Keeping Our Eyes Fixed On Housing

Posted in In The News

Philip Mills, Habitat for Humanity Waterloo Region CEO

Keeping Our Eyes Fixed On Housing

We are in a housing crisis.

 I’d forgive you if you didn’t realize. In fact, if you keep up with housing news you would likely walk away wondering why you hadn’t heard more about the real crisis in our community - cars. From where they park to how they travel, cars seemed to be the top concern for many.

It doesn’t matter where you look, across the region it’s the same concerns - cars.

 I’m not saying we shouldn’t ask about parking or traffic, but I do worry that as we ask those questions we miss the real crisis - housing.

 We are in a housing crisis.  

 I wish we’d ask how we can build more homes in our community, not more parking spots. I wish we’d prioritize a roof over people’s heads rather than asphalt under their tires.

 I wish the community would rally behind affordable housing. I wish the community would rally behind attainable housing. I

wish the community would loudly support building more homes in our community.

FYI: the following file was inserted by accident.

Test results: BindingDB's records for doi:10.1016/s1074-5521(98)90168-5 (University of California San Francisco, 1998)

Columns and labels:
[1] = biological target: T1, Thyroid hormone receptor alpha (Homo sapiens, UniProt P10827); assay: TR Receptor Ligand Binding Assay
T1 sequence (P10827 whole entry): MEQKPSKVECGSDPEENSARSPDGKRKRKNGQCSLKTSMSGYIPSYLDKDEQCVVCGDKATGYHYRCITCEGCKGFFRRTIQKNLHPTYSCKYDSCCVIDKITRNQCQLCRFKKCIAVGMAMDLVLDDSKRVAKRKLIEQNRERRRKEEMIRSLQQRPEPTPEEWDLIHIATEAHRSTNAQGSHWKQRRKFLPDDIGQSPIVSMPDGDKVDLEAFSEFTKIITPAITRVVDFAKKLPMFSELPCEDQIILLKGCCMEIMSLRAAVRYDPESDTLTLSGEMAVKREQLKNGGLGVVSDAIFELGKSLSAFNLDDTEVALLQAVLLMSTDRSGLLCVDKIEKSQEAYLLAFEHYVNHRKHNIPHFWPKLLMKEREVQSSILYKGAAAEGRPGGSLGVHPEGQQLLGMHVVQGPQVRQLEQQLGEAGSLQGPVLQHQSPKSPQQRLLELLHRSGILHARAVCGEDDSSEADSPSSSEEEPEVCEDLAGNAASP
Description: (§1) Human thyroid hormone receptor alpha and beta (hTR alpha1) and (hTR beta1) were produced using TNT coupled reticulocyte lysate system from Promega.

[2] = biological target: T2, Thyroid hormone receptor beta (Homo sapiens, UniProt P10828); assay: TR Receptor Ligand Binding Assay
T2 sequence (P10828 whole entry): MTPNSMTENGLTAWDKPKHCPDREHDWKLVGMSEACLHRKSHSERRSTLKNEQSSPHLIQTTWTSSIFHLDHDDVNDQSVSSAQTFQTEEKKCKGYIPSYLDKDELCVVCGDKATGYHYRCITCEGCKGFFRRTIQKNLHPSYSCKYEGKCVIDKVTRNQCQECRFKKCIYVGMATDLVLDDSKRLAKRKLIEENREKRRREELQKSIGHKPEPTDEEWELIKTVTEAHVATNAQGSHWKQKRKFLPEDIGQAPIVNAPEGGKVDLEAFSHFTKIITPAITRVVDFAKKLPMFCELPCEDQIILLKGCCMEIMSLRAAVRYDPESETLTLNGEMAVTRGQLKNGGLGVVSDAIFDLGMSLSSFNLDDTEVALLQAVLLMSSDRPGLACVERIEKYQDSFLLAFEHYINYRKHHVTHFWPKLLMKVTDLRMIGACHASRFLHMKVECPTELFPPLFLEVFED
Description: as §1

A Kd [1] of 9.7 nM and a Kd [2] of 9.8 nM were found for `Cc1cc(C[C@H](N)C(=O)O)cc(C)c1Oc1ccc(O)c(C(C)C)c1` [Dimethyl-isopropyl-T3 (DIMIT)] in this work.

All too often we hear folks say, “we need affordable housing but…” and in that moment we are losing sight of the crisis. In that moment we turn from facing this crisis to focus on something else. We take our eyes from the families struggling to find adequate housing, from the adult children living at home, from new graduates to seniors trying to retire. We avert our eyes from what we are facing.

 We are in a housing crisis.

 As a community we need to understand we need more houses. In some ways it is as simple as that. We need more houses, and we need them as quickly as possible.

 To do that we will need to see this issue for what it is, a crisis. We will also need to see our conversations and considerations shift in response to this crisis. To solve this crisis for current residents, future residents, your children, and mine, we cannot continue to build how we have in the past. We cannot continue to approach housing as we have in the past. We cannot expect the future of our housing to look like or mirror what was.

 That means more density. That means taller buildings. That means less single-family dwellings. That means less parking. That means more transit solutions. That means neighbourhoods will change because the reality is our community has changed.

 We cannot prioritize parking over people. We cannot prioritize cars over houses. We cannot continue to say we need affordable housing in one sentence only to follow it with reasons why not this housing. We cannot prioritize everything else over housing.

 We can solve this crisis as a community. To do so we need to keep our eye on the problem and the people that live this crisis everyday.


Philip Mills

CEO, Habitat for Humanity Waterloo Region

Philip Mills, CEO

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